Years ago campus police were greeted as a welcome alternative to regular cops hassling students and creating trouble.. But now they mostly are regular cops, hassling students, dishing out speeding tickets like the one the Virigina Tech campus police issued Cho. They were good at spotting a car going a few miles over the limit, bad at protecting the campus from a smouldering psychotic.
The Virginia Tech terrible massacre should prompt a radical review of the utility of SWAT teams which now infest almost every community in America. Each time there's a hostage taking or a mass murderer on the rampage, one sees the same familiar sight: overweight SWAT men, doubled up under the weight of their costly artillery, lumbering along in their body armor and then hiding behind trees or cars or walls while the killer goes about his business. SWAT teams perform most efficiently when shooting down unarmed street people menacing them with cellphones.
The answer is to disband SWAT teams and kindred military units, and return to the idea of voluntary posses or militias: a speedy assembly of citizen volunteers with their own weapons. Such a body at Columbine or Virginia Tech might have saved many lifes. In other words: make the Second Amendment live up to its promise.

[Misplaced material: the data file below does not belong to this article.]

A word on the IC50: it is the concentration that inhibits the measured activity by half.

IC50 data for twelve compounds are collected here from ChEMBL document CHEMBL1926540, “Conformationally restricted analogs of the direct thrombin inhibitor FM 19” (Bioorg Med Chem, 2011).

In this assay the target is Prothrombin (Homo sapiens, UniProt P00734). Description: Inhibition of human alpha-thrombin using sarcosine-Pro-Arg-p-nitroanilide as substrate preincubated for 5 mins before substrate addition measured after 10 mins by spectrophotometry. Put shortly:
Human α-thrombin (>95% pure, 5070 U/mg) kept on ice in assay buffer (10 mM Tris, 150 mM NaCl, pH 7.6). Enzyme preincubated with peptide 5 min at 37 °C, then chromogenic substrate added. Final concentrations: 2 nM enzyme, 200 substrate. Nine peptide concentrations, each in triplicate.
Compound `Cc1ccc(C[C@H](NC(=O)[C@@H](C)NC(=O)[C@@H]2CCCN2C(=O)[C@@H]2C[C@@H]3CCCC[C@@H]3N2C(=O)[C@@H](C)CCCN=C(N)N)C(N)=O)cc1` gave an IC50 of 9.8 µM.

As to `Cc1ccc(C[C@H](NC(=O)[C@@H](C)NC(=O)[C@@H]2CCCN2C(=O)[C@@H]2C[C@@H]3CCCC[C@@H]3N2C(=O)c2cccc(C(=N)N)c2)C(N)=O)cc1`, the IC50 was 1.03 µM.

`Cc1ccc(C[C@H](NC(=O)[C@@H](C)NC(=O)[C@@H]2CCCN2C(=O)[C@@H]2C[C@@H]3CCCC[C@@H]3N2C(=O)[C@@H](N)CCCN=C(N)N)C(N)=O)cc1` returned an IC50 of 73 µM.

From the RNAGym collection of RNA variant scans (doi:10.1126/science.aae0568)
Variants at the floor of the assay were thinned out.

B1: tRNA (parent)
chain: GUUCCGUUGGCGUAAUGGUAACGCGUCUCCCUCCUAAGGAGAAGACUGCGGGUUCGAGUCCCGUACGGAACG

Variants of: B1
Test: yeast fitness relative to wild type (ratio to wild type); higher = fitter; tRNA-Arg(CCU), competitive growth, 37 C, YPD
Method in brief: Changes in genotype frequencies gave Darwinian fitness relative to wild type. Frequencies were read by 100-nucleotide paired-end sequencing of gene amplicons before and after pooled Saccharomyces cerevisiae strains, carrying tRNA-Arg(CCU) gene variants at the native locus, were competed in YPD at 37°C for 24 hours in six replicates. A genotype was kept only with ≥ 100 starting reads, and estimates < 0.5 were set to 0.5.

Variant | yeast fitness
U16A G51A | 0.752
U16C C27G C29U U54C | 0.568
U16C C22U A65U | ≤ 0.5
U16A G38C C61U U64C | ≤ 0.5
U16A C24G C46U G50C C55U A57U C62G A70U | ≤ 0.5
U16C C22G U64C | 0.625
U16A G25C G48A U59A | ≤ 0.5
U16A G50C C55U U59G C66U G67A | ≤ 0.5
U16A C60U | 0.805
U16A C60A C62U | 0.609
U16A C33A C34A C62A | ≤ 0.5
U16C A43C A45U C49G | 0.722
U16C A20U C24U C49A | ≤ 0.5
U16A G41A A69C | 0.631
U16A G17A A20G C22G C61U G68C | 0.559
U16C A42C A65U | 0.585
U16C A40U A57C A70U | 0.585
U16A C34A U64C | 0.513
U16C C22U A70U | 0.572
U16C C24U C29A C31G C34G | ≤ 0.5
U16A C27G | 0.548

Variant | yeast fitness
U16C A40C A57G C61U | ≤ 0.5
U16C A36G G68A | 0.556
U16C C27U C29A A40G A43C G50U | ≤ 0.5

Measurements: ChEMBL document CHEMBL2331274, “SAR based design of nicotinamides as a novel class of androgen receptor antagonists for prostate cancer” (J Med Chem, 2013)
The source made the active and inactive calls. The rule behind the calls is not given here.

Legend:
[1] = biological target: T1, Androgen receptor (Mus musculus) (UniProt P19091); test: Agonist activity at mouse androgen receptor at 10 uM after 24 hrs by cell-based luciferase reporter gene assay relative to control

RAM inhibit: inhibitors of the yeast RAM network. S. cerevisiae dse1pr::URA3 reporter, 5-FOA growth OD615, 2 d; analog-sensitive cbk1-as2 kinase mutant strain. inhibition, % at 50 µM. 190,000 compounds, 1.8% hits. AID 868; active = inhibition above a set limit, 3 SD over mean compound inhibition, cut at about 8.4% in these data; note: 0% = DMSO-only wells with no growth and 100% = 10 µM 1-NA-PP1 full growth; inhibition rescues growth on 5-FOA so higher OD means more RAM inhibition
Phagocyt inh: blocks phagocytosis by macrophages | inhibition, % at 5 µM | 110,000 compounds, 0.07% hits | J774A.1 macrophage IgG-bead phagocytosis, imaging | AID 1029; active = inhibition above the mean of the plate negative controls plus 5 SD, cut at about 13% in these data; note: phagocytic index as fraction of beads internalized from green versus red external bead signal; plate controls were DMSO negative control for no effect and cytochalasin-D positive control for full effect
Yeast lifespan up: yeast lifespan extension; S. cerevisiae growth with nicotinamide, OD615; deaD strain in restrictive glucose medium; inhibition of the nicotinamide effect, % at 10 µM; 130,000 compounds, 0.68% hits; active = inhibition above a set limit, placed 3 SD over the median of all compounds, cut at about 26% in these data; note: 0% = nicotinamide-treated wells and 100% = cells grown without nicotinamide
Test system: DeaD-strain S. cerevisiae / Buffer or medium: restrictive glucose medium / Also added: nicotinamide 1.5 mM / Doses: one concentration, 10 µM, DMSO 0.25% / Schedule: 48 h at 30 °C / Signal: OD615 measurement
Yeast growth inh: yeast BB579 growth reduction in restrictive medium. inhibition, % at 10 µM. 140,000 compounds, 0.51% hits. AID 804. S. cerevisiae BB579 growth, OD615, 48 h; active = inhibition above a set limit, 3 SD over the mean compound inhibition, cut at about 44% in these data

In 2005 I listened to some earnest ACLU type at a meeting in Garberville, an hour from where I live, deliver a judicious speech about Taser guns--a new toy for the cops, whereb y a person can be zapped with 50,000 volts. The ACLU guy was torn. On the one hand, he reasoned that the Taser -- being purportedly, though not actually non-lethal -- is better than a 12-gauge or high powered rifle. On the other hand, there is the possibility of "improper use". His answer: more regulation. He didn't entertain the actual course of events, namely that Tasers have now been added to the means whereby the police can kill or terrorize people and that regulation will be zero.
The left complain about SWAT teams, but doesn't see that the progressives bear a lot of responsibility for their rise. If you confer the task of social invigilation and protection to professional janissaries--cops -- and deny the right of self and social protection to ordinary citizens, you end up with crews of over-armed thugs running amok under official license, terrorizing the disarmed citizens. In the end you have the whole place run by the Army or the federalized National Guard, as is increasingly evident now with the overturning of the Posse Comitatus laws forbidding any role for the military in domestic law enforcement.
It's Alexander Cockburn of Counter Punch.
His criticism of SWAT teams has been echoed by Paul Craig Roberts; as for his allegation that the police have been timid in responding to mass killers, I don't know if he is being fair. After all, I have read elsewhere that such a passive "wait-and-see" attitude was the official procedure for many police departments.
As for the school administrators--he does not address the defense that school administrators have to respect to privacy laws. So what about them? Should they be revised?